Yet these real sins have been largely overlooked in favor of imagined ones. Over at the conservative American Enterprise Institute, two resident scholars, Peter Wallison and Edward Pinto, have concocted what has since become a Republican meme: namely, that Fannie Mae and Freddie Mac were ground zero for the entire crisis, leading the private sector off the cliff with their affordable-housing mandates and massive subprime holdings.

The truth is the opposite: Fannie and Freddie got into subprime mortgages, with great trepidation, only in 2005 and 2006, and only because they were losing so much market share to Wall Street. Among other things, the Wallison-Pinto case relies on inflated data — Pinto classifies just about anything that is not a 30-year-fixed mortgage as “subprime.” The reality is that Fannie and Freddie followed the private sector off the cliff.

Nevertheless, Wallison, who was a member of the Financial Crisis Inquiry Commission — charged with investigating the root causes of the crisis — wrote a 99-page dissent when the FCIC issued its final report, claiming it was all Fannie and Freddie’s fault. In a column I wrote at the time, I described Wallison’s dissent as a “lonely, loony cri de coeur.” He’s been trying to get me to take it back ever since.

On Friday, the Securities and Exchange Commission waded into the Fannie/Freddie wars by filing a lawsuit against three executives from each company. The complaint charges them with making “materially false” disclosures about the size of the companies’ subprime portfolios.

In unveiling the lawsuit, Robert Khuzami, the agency’s enforcement chief, said that the SEC’s action showed that “all individuals, regardless of their rank or position, will be held accountable.” Not really. What it shows is how desperate the SEC has become to bring a crowd-pleasing case.

The complaint is weak. Taking its cues from the Wallison/Pinto school of inflated data, it claims that Fannie and Freddie failed to reveal to investors the true extent of their subprime portfolios. To make this claim, however, the SEC has included categories of loans, such as so-called Alt-A loans, that may have had a subprime characteristic, such as low documentation, but which were often made to borrowers with high credit scores.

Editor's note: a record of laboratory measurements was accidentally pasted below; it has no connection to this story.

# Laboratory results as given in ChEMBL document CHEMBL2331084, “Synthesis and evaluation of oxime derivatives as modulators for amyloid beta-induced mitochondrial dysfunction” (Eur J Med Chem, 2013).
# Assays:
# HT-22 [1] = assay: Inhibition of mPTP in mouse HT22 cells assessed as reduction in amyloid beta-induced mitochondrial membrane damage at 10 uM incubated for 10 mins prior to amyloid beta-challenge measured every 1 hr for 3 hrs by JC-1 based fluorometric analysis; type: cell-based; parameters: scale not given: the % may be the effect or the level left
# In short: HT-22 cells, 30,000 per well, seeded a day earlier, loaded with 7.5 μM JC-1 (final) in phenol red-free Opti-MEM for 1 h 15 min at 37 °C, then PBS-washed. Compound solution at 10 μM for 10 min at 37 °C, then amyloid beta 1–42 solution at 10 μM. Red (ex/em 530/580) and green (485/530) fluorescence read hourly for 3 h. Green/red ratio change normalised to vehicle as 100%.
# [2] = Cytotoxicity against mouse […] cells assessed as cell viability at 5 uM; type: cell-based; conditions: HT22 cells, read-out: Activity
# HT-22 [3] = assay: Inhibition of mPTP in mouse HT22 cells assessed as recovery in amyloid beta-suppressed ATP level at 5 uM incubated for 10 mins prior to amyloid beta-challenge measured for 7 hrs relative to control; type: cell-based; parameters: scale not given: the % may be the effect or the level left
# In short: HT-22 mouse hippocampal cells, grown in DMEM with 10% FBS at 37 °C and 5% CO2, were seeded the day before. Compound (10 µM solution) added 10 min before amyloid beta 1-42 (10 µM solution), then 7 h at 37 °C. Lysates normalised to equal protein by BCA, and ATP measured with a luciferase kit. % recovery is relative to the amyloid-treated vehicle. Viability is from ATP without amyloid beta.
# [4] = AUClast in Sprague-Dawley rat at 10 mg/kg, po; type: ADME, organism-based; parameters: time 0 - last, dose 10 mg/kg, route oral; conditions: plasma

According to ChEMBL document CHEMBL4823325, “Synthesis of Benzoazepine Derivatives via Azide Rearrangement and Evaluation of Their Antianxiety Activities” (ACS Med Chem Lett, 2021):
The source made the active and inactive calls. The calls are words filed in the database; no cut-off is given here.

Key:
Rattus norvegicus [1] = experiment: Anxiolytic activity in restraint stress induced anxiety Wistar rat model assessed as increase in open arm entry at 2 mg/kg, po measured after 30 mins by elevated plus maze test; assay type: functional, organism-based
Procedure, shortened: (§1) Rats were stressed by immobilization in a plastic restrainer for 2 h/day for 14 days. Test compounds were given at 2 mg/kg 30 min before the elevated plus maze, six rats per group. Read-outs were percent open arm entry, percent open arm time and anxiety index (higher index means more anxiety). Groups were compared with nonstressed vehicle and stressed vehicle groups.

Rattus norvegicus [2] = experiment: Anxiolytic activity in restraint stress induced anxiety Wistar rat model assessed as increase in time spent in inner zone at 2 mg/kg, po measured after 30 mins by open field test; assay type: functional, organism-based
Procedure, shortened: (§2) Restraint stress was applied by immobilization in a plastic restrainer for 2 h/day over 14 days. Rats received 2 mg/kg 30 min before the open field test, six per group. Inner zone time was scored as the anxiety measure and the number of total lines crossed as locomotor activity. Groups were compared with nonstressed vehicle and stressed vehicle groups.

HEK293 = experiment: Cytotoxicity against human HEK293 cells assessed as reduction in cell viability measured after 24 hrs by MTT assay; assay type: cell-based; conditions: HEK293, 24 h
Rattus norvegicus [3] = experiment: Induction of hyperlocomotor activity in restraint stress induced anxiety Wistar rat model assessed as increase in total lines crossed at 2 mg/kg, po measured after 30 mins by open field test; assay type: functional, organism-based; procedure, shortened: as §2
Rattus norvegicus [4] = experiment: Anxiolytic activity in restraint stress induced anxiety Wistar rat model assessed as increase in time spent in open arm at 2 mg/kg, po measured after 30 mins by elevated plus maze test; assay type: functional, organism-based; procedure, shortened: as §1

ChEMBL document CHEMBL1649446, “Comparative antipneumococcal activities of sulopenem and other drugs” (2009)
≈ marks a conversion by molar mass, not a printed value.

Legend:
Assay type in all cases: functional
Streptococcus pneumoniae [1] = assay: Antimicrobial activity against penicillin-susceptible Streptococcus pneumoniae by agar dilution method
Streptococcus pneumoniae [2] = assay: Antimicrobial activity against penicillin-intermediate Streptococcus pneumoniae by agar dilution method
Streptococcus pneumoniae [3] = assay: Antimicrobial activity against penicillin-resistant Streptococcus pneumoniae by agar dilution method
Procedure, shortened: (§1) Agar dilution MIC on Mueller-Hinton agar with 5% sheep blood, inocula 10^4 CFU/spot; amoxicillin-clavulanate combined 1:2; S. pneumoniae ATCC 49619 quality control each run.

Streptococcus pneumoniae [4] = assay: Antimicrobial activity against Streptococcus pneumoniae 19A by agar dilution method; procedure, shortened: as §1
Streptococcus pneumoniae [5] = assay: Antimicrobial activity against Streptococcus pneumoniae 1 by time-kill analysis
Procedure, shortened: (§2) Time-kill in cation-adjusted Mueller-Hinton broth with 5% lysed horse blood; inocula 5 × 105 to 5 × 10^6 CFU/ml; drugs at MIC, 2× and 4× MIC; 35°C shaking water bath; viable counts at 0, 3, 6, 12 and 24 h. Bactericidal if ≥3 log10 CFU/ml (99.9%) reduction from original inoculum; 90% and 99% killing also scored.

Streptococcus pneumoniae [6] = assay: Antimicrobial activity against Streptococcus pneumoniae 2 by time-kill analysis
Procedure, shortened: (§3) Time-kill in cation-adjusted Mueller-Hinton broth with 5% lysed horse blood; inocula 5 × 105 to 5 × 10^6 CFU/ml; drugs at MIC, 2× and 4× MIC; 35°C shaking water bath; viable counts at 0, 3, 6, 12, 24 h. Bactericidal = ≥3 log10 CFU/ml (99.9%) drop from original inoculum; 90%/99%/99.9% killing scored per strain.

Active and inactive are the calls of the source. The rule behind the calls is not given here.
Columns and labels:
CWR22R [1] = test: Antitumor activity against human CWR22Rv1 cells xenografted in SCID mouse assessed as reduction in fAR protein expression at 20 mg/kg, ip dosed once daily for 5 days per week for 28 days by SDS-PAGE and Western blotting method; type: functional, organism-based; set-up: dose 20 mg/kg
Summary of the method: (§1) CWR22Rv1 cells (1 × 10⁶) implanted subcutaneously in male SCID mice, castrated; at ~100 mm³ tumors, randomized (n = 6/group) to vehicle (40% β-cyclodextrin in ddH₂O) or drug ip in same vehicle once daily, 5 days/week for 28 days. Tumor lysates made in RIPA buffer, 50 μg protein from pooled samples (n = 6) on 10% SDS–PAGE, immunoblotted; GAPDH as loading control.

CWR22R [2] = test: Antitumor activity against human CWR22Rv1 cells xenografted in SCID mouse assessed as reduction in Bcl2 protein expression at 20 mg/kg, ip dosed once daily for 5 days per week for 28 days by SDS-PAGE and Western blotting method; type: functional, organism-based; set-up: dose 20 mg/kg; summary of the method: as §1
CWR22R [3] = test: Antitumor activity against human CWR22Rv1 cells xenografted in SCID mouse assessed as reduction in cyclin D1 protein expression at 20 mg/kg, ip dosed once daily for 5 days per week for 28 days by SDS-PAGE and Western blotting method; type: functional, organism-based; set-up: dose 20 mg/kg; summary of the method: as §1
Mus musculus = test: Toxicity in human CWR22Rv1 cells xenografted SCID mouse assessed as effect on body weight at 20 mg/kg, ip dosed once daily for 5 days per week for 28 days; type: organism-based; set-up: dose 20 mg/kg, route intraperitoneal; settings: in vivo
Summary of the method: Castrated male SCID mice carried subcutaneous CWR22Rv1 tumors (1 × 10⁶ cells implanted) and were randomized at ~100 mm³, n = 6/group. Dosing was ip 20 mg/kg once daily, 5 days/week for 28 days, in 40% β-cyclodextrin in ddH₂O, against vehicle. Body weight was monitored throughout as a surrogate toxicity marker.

There are no damning internal emails in the complaint, with executives contradicting their public statements, and no examples of sleazy insider stock sales. A quick look at Fannie and Freddie’s financial disclosure statements shows that they clearly laid out the credit characteristics of their mortgage portfolios, even if they didn’t label every non-30-year-fixed loan as subprime. More than a year ago, a federal judge presiding over a shareholder lawsuit against Fannie Mae threw out the allegations surrounding lack of disclosure. Why? Because, he said, the company’s disclosure of its subprime portfolio had been adequate.

There is something else missing from the SEC complaint, which Wallison and Pinto also conveniently ignore: default data. The truth is, for all their mistakes, Fannie and Freddie had some scruples about the nonprime loans they did make — and they have the default numbers to prove it.

For instance, according to David Min, a leading Wallison critic at the Center for American Progress, as of the second quarter of 2010, the delinquency rate on all Fannie and Freddie guaranteed loans was 5.9 percent. By contrast, the national average was 9.11 percent. Fannie and Freddie’s Alt-A default rate is similarly much lower than the national default rate. The only possible explanation for this is that many of the loans being characterized by the SEC and Wallison/Pinto as “subprime” are not, in fact, true subprime mortgages.

After the SEC filed its charges, I received an email from Wallison, suggesting that the complaint proved that he had been right. I now concede that he is half-right. Loony though his theory may be, he’s sure not lonely anymore.

Joe Nocera writes for The New York Times.